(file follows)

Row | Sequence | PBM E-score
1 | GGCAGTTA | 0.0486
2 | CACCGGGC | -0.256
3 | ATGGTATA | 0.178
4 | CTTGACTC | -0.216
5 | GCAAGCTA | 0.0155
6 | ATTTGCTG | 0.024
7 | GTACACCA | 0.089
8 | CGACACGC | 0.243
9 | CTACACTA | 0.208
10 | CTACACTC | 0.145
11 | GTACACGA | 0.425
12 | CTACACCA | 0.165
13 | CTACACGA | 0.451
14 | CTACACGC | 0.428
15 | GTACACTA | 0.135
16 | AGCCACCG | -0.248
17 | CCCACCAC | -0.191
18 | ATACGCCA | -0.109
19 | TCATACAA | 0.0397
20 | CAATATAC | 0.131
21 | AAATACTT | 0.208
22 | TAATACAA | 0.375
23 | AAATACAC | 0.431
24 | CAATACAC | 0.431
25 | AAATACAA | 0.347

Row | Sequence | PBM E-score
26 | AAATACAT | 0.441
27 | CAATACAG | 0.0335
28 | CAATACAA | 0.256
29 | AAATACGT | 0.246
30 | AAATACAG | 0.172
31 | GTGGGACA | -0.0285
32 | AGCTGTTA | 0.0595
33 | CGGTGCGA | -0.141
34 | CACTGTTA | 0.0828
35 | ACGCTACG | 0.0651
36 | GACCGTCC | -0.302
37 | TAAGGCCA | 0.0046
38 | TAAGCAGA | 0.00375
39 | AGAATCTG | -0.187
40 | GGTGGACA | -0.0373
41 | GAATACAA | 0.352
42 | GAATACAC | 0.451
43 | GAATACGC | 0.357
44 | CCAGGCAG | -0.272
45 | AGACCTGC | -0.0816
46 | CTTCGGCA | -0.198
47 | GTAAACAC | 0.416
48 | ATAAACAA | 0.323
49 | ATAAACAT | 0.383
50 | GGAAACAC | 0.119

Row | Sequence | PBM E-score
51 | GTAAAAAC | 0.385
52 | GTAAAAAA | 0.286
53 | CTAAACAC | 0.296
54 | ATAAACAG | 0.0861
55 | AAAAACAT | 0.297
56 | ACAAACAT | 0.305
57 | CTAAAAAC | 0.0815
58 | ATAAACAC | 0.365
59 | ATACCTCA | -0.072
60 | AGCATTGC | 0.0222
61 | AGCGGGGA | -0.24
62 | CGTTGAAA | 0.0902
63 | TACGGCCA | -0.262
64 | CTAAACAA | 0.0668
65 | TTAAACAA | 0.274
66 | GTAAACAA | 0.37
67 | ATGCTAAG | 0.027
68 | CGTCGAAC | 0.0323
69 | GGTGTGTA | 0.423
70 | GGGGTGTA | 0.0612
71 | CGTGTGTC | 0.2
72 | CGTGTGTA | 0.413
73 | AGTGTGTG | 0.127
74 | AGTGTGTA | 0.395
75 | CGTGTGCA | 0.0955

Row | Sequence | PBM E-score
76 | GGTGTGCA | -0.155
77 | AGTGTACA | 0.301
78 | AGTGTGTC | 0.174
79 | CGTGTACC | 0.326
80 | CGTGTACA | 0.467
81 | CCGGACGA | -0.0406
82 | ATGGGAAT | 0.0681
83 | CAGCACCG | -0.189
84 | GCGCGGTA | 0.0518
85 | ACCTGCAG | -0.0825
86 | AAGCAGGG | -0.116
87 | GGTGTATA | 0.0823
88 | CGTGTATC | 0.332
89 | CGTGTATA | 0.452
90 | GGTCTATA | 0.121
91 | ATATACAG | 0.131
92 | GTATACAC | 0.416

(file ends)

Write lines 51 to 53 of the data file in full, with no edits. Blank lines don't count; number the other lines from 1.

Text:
49 | ATAAACAT | 0.383
50 | GGAAACAC | 0.119

Row | Sequence | PBM E-score